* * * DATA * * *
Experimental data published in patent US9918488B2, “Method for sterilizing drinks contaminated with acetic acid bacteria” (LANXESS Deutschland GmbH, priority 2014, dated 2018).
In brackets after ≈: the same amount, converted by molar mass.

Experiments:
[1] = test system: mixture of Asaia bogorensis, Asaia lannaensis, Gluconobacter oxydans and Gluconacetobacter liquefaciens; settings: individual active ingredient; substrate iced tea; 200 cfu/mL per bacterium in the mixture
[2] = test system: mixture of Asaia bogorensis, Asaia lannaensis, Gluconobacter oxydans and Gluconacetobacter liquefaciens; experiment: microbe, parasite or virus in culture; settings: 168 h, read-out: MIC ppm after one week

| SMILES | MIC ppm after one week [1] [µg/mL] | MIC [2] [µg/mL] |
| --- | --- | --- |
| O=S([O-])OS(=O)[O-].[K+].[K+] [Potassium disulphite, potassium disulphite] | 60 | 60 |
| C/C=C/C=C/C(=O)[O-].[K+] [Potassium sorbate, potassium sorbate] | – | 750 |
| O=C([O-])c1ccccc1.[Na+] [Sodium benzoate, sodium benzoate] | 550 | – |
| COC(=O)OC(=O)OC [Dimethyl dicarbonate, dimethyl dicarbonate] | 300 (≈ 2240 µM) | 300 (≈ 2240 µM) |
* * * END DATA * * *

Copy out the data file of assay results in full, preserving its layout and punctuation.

Experimental data published in patent US9918488B2, “Method for sterilizing drinks contaminated with acetic acid bacteria” (LANXESS Deutschland GmbH, priority 2014, dated 2018).
In brackets after ≈: the same amount, converted by molar mass.

Experiments:
[1] = test system: mixture of Asaia bogorensis, Asaia lannaensis, Gluconobacter oxydans and Gluconacetobacter liquefaciens; settings: individual active ingredient; substrate iced tea; 200 cfu/mL per bacterium in the mixture
[2] = test system: mixture of Asaia bogorensis, Asaia lannaensis, Gluconobacter oxydans and Gluconacetobacter liquefaciens; experiment: microbe, parasite or virus in culture; settings: 168 h, read-out: MIC ppm after one week

| SMILES | MIC ppm after one week [1] [µg/mL] | MIC [2] [µg/mL] |
| --- | --- | --- |
| O=S([O-])OS(=O)[O-].[K+].[K+] [Potassium disulphite, potassium disulphite] | 60 | 60 |
| C/C=C/C=C/C(=O)[O-].[K+] [Potassium sorbate, potassium sorbate] | – | 750 |
| O=C([O-])c1ccccc1.[Na+] [Sodium benzoate, sodium benzoate] | 550 | – |
| COC(=O)OC(=O)OC [Dimethyl dicarbonate, dimethyl dicarbonate] | 300 (≈ 2240 µM) | 300 (≈ 2240 µM) |